Exchanges such as this are crucial to learning what those ‘good ideas’ might be and are the very essence of international technology cooperation. The Office of the Under Secretary of Defense for Acquisition, Technology & Logistics is very pleased with the enthusiasm and hard work of all involved with the Tech Exchange, but especially with the efforts of the Air Force Office of Scientific Research and the Republic of South Africa Department of Science and Technology†that originated this cooperative process in 2012 and have continued to support and expand it.”

Professor Geraldine Richmond, National Academy of Science member and President-elect of the American Association for the Advancement of Science, was also in attendance and said she†was impressed with AFOSR’s efforts to assist in developing research collaborations between the U.S., South Africa and nearby African countries.

“The meeting provided a unique forum for identifying common research interests of scientists and funding agencies in our two regions of the world, particularly in the area of materials sciences,” Richmond said.

Other notable attendees included Nowetu Luti (Deputy Chief of Mission, Embassy of South Africa in the United States),†Robert Baker (Deputy Director of Plans and Programs, Assistant Secretary of Defense for Research†and Engineering), Dr. Patrick Carrick (Director of Research, AFOSR), Dr. Richard Colton (Chemistry Division Superintendent, Naval Research Laboratory), and Dr. Stephen Lee (Chief Scientist, Army Research Office).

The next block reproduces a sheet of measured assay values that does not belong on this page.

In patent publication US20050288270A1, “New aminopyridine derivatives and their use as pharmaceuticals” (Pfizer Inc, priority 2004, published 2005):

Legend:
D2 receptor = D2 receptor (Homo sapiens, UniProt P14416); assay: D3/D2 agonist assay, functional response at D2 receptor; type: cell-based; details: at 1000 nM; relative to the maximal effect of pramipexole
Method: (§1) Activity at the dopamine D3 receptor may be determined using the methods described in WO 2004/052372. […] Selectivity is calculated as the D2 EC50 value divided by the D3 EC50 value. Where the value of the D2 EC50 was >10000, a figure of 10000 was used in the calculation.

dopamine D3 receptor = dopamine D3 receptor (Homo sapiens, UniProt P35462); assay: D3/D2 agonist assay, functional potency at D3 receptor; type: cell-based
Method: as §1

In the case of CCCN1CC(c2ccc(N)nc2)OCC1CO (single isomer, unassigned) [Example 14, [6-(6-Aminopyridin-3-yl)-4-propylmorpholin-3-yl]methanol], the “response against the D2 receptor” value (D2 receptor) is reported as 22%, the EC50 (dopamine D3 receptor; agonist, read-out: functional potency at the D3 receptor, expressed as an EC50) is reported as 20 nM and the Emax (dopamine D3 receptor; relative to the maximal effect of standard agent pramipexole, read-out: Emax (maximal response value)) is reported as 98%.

In addition to exploring technical collaborations, U.S. and African working group members discussed national science and technology capabilities, science networks, and strategic investments. As part of the technical exchange,†members from the African delegation also visited Army Research Laboratory to tour the Sensors and Electronics Devices Division facilities, and met with Army researchers. In addition, researchers from the University of Limpopo and University of the Witwatersrand participated in the 2014 AFOSR Aerospace Materials for Extreme Environment Program Review.

Looking toward the future, Dr. Patrick Carrick, Chief, Basic Research Program Office, AFOSR, said, “I am very pleased with the results of this exchange meeting. I’m looking forward to multiple collaborative efforts that I expect will result from additional discussions.”

Participation from African academic, national and industrial research organizations included the Embassy of the Republic of South Africa in the United States, RSA Department of Science and Technology, National Research Foundation, Council for Scientific and Industrial Research, Minerals Research Council, University of Cape Town, University of Limpopo, University of the Witwatersrand, and the Nelson Mandela African Institutes of Science and Technology in Nigeria and Tanzania respectively. U.S. organizations involved with the event included the Office of the Secretary of Defense, Office of the Science and Technology Adviser to the Secretary of State, Air Force Research Laboratory, Army Research Laboratory, Army Research Office, Naval Research Laboratory, National Institutes of Health, National Science Foundation, U.S. Agency for International Development, National Academy of Science, and American Association for the Advancement of Science.